Cosine - Maclaurin Series

This is a discussion on Cosine - Maclaurin Series within the C Programming forums, part of the General Programming Boards category; So I decided I wanted to make a C program to converge to the value the function cosine(x) give for ...

  1. #1
    Registered User carrotcake1029's Avatar
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    Cosine - Maclaurin Series

    So I decided I wanted to make a C program to converge to the value the function cosine(x) give for any given x. Having used the Maclaurin Series in the past for Calculus, I knew this should be an easy implementation.

    Using Maclaurin series in this case, you do a summation from 0 to infinity. Well obviously you can't make it go to infinity, so I want to iterate as many times for accuracy as possible.

    Well it seems that if I set my iterations past 10, my numbers go real wacky. I need to set it higher because if I run 0 through cosine(0), I naturally get 1. But if I run 2pi through, I get 0.996515. Can anyone see if I am overflowing anything or doing something wrong?

    Also, I know I am no perfect programmer, but if you will critique, please also help me with my original problem, because this is no final draft.

    Code:
    #include <stdio.h>
    
    float power (float base, float exponent);
    unsigned long long factorial (int input);
    float cosine (float input);
    
    float pi = 3.141592;
    
    int main (void)
    {
        printf("&#37;f\n", cosine(2*pi));
    
        return 0;
    
    }
    
    float power (float base, float exponent)
    {
        int i;
        float product = 1.0;
    
        for (i = 0; i < exponent; i++)
            product *= base;
    
        return product;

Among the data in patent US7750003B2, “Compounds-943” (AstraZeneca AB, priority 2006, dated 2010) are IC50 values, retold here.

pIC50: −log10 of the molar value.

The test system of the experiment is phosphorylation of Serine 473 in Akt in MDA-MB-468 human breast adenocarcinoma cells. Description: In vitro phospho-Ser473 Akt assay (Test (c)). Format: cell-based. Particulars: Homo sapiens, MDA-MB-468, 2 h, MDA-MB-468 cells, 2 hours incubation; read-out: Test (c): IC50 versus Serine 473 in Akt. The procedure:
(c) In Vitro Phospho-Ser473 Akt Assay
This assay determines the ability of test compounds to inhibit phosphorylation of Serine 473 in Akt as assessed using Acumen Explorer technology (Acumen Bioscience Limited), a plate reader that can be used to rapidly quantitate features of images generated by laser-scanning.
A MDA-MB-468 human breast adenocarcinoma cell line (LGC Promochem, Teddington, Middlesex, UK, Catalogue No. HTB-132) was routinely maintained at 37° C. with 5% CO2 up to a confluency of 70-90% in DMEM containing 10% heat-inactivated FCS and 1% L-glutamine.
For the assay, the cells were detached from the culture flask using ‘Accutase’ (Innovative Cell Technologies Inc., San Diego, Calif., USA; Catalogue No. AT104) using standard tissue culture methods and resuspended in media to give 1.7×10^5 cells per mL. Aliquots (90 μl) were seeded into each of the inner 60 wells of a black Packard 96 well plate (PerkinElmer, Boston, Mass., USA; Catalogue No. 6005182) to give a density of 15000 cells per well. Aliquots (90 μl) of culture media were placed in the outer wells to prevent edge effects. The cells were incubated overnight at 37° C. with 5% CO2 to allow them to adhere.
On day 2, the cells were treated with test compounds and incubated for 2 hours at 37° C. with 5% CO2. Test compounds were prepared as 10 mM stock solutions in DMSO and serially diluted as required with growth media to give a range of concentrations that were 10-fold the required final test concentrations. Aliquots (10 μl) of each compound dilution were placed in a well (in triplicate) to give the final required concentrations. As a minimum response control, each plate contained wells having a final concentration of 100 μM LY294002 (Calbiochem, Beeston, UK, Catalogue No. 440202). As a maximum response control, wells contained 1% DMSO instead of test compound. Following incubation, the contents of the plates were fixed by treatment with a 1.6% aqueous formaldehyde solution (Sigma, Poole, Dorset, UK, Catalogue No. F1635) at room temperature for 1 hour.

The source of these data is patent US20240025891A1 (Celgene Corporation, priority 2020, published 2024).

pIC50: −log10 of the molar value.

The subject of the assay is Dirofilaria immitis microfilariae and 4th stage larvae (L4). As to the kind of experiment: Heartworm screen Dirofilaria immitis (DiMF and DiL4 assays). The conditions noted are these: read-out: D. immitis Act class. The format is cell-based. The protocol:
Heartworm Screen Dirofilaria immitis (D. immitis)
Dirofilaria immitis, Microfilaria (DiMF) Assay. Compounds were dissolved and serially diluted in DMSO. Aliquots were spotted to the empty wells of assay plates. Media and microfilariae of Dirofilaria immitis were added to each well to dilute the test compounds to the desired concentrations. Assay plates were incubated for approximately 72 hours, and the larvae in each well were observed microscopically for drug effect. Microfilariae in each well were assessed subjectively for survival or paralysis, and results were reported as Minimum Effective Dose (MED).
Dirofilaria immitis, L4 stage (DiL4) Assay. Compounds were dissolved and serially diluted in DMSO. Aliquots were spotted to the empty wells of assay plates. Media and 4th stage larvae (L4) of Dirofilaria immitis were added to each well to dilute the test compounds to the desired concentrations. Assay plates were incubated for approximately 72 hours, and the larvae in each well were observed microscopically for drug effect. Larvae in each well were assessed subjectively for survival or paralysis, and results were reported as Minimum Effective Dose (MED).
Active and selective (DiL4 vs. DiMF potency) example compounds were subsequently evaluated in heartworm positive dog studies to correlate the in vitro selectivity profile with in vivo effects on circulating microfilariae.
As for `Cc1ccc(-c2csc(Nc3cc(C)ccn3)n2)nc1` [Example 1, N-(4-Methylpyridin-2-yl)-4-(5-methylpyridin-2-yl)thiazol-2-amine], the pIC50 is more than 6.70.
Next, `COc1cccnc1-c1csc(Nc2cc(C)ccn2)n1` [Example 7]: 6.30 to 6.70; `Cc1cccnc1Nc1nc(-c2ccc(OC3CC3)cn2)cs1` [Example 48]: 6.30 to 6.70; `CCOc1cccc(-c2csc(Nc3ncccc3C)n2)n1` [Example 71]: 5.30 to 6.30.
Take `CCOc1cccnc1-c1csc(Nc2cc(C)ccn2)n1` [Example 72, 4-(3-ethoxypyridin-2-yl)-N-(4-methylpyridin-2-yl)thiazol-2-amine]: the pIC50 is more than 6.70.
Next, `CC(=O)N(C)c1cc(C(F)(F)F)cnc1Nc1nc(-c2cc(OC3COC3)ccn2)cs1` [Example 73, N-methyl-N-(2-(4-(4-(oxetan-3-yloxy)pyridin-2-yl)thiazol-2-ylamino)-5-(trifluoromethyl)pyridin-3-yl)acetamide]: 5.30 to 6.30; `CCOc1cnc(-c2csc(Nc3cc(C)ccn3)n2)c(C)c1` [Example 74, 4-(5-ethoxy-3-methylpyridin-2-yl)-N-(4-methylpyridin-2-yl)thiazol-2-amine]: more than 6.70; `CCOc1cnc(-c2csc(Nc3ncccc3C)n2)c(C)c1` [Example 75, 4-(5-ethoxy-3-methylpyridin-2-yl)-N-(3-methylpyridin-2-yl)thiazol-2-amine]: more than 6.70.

}
    
    unsigned long long factorial (int input)
    {
        int i;
        unsigned long long product = 1;
    
        for (i = 0; i < input; i++)
            product *= input - i;
    
        return product;
    }
    
    
    float cosine (float input)
    {
        unsigned int i;
        float sum = 0.0;
    
        for (i = 0; i < 10; i++)
            sum += power(-1, i) * power(input, 2*i) / factorial(2*i);
    
        return sum;
    }

  2. #2
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    without reading the code, double offers much greater precision than float.

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    after reading your code (btw when I said without reading... I meant without reading in detail ), why have the exponent of your power function as a float if it's going to be an integer all the time?

    Also, the power function can be more efficiently implemented as a recursive function (someone on the forum pointed it out to me a few months ago)

    Code:
    double power(double base, int exp) {
         if (exp == 0) return 1;
         if (exp == 1) return base;
         
         double power_half_exp = power(base, exp / 2);
    
         if (exp &#37; 2) 
              return power_half_exp*power_half_exp*base;
         else
              return power_half_exp*power_half_exp;
    }

  4. #4
    Registered User carrotcake1029's Avatar
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    Quote Originally Posted by cyberfish View Post
    why have the exponent of your power function as a float if it's going to be an integer all the time?
    So whats pi^2? An int?

    And I am not looking for efficiency.

    I tried changing to double, and nothing changed.

  5. #5
    and the Hat of Guessing tabstop's Avatar
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    20! may overflow, depending on long long.

    It would probably be better to get from one term to the next (make it negative, multiply by x*x, divide by i+1 and i+2), as that will be more accurate.

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    Ah okay nvm, remembered the algorithm wrong.

    I would change everything to double nevertheless.

    [edit]
    Oh and, your power function only works for integer exponents (that's why I assumed it's only going to take int exponents). Try power(1.5, 1.5).

    The standard library has a function "pow()" for that in math.h
    [/edit]
    Last edited by cyberfish; 12-05-2008 at 08:07 PM.

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    You can also workaround the overflow problem by using a double instead, at the expense of precision.

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    Algorithm Dissector iMalc's Avatar
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    Quote Originally Posted by carrotcake1029 View Post
    So I decided I wanted to make a C program to converge to the value the function cosine(x) give for any given x. Having used the Maclaurin Series in the past for Calculus, I knew this should be an easy implementation.